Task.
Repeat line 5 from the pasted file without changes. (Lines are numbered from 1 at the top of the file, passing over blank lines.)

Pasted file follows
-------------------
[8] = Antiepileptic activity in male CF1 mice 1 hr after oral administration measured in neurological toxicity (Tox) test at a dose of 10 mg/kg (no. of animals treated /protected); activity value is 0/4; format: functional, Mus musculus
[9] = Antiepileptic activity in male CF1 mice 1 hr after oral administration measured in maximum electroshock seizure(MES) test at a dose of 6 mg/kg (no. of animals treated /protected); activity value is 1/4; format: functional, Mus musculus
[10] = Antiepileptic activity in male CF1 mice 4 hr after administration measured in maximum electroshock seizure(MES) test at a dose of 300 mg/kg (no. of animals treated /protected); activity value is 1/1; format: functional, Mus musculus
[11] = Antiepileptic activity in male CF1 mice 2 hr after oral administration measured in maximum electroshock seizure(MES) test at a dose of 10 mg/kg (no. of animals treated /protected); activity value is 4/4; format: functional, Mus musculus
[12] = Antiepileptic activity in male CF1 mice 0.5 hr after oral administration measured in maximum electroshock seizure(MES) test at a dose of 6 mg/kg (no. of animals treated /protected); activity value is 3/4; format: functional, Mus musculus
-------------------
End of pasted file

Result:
[12] = Antiepileptic activity in male CF1 mice 0.5 hr after oral administration measured in maximum electroshock seizure(MES) test at a dose of 6 mg/kg (no. of animals treated /protected); activity value is 3/4; format: functional, Mus musculus